Concern comes from the local population from 2.4.5-T manufacture between 1962 and 1987 at the former Ivon Watkins-Dow (IWD) chemical plant in Paritutu, New Plymouth.

The dioxin TCDD is present in 2,4,5-T as a contaminant. As a consequence, the following studies have been carried out.

Previous dioxin studies

Cancer incidence and mortality in New Plymouth

Neural tube defects, Westown Maternity Hospital, New Plymouth

August 2002

During the years 1965-71, the Charge Nurse at Westown Maternity Hospital collected information about birth defects at the hospital. In response to information from her, an investigation has taken place, based on labour ward records from Westown. Information has been collected regarding neural tube defects during the years 1965-72.

Birth defects report 2010

Birth Defects in Taranaki

A study on the rates of birth defects in Taranaki, compared with the rest of New Zealand, has been completed by Associate Professor Barry Borman and Dr Deborah Read, for Massey University's Centre for Public Health Research. The report looks at information available on birth defects in the 1960s and 1970s and compares locally reported defects with those from other centres or other studies done at the time. It shows high rates of birth defects, but not at levels substantially different from other parts of the country. However, the data are limited as national records are only regularly available after 1977 and detailed information about individual birth defects isn’t readily available for some time periods.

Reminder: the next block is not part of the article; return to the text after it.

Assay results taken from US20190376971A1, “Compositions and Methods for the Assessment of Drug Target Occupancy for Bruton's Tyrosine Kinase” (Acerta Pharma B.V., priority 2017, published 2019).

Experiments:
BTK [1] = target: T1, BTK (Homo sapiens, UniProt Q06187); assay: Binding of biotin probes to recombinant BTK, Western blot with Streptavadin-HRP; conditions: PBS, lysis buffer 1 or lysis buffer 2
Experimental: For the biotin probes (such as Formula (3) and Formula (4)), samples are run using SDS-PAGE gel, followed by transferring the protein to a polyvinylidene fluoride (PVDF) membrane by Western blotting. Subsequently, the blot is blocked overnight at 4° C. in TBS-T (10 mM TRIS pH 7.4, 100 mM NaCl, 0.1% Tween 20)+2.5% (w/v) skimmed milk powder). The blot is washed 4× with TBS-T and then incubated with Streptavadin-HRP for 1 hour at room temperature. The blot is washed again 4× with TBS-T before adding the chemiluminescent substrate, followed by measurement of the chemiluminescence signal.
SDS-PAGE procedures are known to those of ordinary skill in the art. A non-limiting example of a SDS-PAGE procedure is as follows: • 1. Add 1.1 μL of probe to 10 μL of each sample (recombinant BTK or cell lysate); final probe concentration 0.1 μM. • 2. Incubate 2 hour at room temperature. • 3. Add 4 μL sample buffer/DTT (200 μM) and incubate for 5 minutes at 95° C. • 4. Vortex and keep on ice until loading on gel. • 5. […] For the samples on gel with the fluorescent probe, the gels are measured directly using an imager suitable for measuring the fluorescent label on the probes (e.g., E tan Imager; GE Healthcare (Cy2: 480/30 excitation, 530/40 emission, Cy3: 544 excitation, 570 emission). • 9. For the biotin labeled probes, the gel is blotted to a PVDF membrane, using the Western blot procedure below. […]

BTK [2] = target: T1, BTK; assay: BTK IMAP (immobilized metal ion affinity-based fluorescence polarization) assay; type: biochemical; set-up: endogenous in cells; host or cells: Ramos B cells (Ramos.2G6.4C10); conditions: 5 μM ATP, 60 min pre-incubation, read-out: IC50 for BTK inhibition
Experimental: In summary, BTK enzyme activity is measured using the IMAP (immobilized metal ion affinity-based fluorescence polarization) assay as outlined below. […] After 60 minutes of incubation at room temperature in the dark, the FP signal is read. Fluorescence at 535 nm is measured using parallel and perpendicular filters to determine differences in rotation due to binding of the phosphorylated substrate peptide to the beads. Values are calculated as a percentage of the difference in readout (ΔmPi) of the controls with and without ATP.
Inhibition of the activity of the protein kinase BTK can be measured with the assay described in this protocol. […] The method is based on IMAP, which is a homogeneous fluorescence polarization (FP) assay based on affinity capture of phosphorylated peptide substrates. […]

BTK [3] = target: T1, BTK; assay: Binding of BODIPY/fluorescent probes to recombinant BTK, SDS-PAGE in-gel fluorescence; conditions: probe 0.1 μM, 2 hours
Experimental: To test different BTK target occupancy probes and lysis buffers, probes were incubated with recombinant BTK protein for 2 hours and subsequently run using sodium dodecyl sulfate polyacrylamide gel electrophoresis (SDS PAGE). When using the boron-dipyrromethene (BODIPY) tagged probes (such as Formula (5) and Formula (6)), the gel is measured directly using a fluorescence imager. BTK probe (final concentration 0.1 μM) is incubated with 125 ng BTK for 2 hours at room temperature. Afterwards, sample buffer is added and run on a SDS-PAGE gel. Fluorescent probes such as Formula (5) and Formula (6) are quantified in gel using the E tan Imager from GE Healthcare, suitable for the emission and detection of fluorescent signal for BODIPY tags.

The higher rates of birth defects which were seen in New Plymouth are reported as being no different to other parts of the country when congenital dislocation of the hips and club feet were accounted for. Both of these deformities are regarded as deformations (often caused by physical pressure in the womb from the way the baby lies or grows). Rates of spina bifida - which have been linked to dioxin exposure - were no different between New Plymouth and the rest of country even during 1965-71 when New Plymouth's birth defect rates were highest.

About the authors

Dr Barry Borman is an epidemiologist and Associate Professor at the Centre for Public Health Research, Massey University. He has been Director of the New Zealand Birth Defects Monitoring Programme since 1986 and was formerly the Manager of Public Health Intelligence, the epidemiology group of the Ministry of Health. Dr Deborah Read is a independent consultant in public health medicine. She is a Honorary Research Fellow at the Centre for Public Health Research, Massey University and provides contract advice to the Ministry of Health on organochlorines.